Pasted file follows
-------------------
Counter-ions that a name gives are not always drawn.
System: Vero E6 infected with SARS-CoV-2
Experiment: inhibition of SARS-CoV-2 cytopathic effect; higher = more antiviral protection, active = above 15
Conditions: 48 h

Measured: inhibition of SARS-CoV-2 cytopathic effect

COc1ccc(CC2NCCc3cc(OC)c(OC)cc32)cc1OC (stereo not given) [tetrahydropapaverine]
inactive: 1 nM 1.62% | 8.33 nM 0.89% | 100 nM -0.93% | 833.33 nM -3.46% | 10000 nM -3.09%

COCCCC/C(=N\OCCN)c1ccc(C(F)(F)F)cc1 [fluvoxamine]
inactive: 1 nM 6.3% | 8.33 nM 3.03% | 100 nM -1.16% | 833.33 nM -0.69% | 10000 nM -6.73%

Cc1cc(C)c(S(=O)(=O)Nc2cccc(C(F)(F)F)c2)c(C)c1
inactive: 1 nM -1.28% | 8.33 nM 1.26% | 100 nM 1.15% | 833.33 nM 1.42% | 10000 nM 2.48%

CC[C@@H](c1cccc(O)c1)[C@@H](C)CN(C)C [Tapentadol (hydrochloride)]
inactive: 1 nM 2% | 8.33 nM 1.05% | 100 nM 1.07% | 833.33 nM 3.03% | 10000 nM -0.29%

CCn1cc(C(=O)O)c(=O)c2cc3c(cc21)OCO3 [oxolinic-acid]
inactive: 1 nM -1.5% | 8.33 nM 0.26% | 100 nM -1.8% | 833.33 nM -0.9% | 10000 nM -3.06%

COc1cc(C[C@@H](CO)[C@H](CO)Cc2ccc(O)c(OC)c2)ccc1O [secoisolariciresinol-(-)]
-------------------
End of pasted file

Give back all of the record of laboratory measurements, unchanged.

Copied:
Counter-ions that a name gives are not always drawn.
System: Vero E6 infected with SARS-CoV-2
Experiment: inhibition of SARS-CoV-2 cytopathic effect; higher = more antiviral protection, active = above 15
Conditions: 48 h

Measured: inhibition of SARS-CoV-2 cytopathic effect

COc1ccc(CC2NCCc3cc(OC)c(OC)cc32)cc1OC (stereo not given) [tetrahydropapaverine]
inactive: 1 nM 1.62% | 8.33 nM 0.89% | 100 nM -0.93% | 833.33 nM -3.46% | 10000 nM -3.09%

COCCCC/C(=N\OCCN)c1ccc(C(F)(F)F)cc1 [fluvoxamine]
inactive: 1 nM 6.3% | 8.33 nM 3.03% | 100 nM -1.16% | 833.33 nM -0.69% | 10000 nM -6.73%

Cc1cc(C)c(S(=O)(=O)Nc2cccc(C(F)(F)F)c2)c(C)c1
inactive: 1 nM -1.28% | 8.33 nM 1.26% | 100 nM 1.15% | 833.33 nM 1.42% | 10000 nM 2.48%

CC[C@@H](c1cccc(O)c1)[C@@H](C)CN(C)C [Tapentadol (hydrochloride)]
inactive: 1 nM 2% | 8.33 nM 1.05% | 100 nM 1.07% | 833.33 nM 3.03% | 10000 nM -0.29%

CCn1cc(C(=O)O)c(=O)c2cc3c(cc21)OCO3 [oxolinic-acid]
inactive: 1 nM -1.5% | 8.33 nM 0.26% | 100 nM -1.8% | 833.33 nM -0.9% | 10000 nM -3.06%

COc1cc(C[C@@H](CO)[C@H](CO)Cc2ccc(O)c(OC)c2)ccc1O [secoisolariciresinol-(-)]